At the moment I have three main concerns about this scheme, but I’m sure I’ll think of more over the next year or so.

  1. I have asked myself several times “Could I have done my job any better than I did over 30 years if I had a degree?” and the honest answer was NO.  I have no problem with Graduates in the Police whatosever, but I do not understand why it is suddenly compulsory for new recruits.  Somebody with a degree will no doubt be able to tell me how long it will take to replace the dinosaurs with graduates, my abacus isn’t up to it.  Just so long as Quentin can come along with his 2nd Class Degree in Classical Greek from Huddersfield (sorry Huddersfield) University, wave it at the Recruitment Officers and get accepted for the Police that’s OK.  That is EXACTLY what is wanted for the future.
  2. Secondly, it has long been a thorn in the side of the government, and others, that ethnic minorities are under-rerepresented within the Police Service.  Universities across the land are currently admitting that their own students do not fully represent the ethnic makeup oif the population.  Ethnic minority students are under-represented within Universities. So how exactly is this scheme going to help address the balance within the Police Service?  Maybe ethnic minority students will all join via the Degree Apprenticeship route then.  Yes?  Possibly not.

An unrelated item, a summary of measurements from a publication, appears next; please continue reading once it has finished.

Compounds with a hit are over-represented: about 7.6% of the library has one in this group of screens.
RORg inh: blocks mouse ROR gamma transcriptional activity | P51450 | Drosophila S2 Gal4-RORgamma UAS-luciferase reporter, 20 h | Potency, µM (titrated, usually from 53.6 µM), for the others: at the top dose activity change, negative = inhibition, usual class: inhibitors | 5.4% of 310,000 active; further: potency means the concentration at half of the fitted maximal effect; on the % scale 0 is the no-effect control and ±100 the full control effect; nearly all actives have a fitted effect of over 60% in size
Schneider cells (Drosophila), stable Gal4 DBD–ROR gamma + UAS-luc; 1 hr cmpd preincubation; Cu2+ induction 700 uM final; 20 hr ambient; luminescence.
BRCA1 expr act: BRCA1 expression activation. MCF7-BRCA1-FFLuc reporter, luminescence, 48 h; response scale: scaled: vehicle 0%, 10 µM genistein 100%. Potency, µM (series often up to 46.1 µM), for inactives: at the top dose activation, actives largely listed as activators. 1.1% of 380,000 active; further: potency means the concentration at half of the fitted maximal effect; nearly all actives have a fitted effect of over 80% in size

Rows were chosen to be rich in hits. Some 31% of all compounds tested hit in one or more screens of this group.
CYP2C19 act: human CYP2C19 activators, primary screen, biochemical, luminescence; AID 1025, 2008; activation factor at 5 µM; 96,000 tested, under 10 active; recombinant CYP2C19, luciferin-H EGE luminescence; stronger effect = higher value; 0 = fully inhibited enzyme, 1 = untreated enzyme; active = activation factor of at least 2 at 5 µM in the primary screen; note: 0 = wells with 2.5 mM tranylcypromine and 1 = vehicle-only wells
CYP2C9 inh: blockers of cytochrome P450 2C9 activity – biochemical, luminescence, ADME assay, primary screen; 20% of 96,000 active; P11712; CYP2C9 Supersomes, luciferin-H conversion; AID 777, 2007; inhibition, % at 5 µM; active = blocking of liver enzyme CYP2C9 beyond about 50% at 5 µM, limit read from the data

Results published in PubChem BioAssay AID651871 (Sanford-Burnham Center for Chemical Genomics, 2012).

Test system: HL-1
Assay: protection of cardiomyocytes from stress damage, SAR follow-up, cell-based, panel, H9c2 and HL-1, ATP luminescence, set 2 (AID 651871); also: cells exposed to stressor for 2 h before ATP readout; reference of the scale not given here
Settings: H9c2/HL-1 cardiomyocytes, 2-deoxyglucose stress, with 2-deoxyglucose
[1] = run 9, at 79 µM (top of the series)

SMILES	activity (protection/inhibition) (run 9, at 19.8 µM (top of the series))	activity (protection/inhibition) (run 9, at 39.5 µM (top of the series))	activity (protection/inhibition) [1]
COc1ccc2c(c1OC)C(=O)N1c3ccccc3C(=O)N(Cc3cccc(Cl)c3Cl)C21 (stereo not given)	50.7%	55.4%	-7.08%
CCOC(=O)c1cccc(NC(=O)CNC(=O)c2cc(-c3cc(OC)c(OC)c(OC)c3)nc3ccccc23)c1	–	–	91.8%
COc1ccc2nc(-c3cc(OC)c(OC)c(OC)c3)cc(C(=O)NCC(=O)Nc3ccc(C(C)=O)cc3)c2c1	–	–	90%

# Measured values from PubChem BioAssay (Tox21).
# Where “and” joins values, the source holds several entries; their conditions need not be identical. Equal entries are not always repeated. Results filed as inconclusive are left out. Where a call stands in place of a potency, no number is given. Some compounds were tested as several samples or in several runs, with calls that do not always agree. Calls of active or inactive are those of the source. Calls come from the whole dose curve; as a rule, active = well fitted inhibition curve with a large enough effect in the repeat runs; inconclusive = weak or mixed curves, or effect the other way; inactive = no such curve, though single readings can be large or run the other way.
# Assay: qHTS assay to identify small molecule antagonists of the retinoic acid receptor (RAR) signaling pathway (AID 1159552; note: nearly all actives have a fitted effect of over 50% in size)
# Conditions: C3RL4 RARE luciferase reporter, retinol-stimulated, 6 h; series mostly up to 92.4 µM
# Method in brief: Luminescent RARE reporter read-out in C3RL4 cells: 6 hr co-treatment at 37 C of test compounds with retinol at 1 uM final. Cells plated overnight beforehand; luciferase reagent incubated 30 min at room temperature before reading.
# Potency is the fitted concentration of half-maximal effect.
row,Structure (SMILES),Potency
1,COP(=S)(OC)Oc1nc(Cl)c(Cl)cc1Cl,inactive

3. Finally, and one that I’m convinced that the College haven’t taken into account, is CORRUPTION.  Joining via the Degree Apprenticeship Scheme means that the recruit is paid a salary during training, not a great one, but a salary nevertheless.  If a recruit joins via Professionally Focused Undergraduate Degree in Policing, or Degree Holder Entry Programme their degrees are obtained at their own expense.  According to the Institute of Fiscal Studies in 2017, the average student in England will graduate with debts of over £50,000 – those from poorer backgrounds will incur more, with more loans available to them.  So, Rookie Constable John Smith joins the Police Service with a Student Loan Debt of £50,000 (or possibly more), he goes out onto the streets of London, or anywhere else really, and is somehow miraculously immune from temptation.  We all know that those tempations are there, fortunately very few succumb to them.  Over the last few years Married Quarters and Section House accommodation have disappeared, Housing Allowance is in its Death Throes if it hasn’t gone completely.  The Met, amazingly, will only take recruits who live in London.  Who can afford to live there on circa £23,000 or less?  But somehow temptation and corruption will not be a problem with these Graduate Entry officers up to £50,000 in debt, not including mortgage if they have one.

I genuinely do look forward to the College’s clarification of this scheme, because I can’t see ANY benefits for the General Public.  I can certainly see the benefits of having a degree if one wants to climb the greasy pole of promotion and career advancement, but sorting out a pub fight on a Saturday night, or telling Mrs Smith that her son/daughter/husband won’t be coming home because they’ve been in an RTC?  I don’t think so.  Please, anybody, add a comment to this post and inform me, how will Front Line Officers (or the Public) benefit from everyone having a degree? I really do want to know.


 Originally posted at http://retiredandangry.thisistap.com/2018/06/20/degreegate/...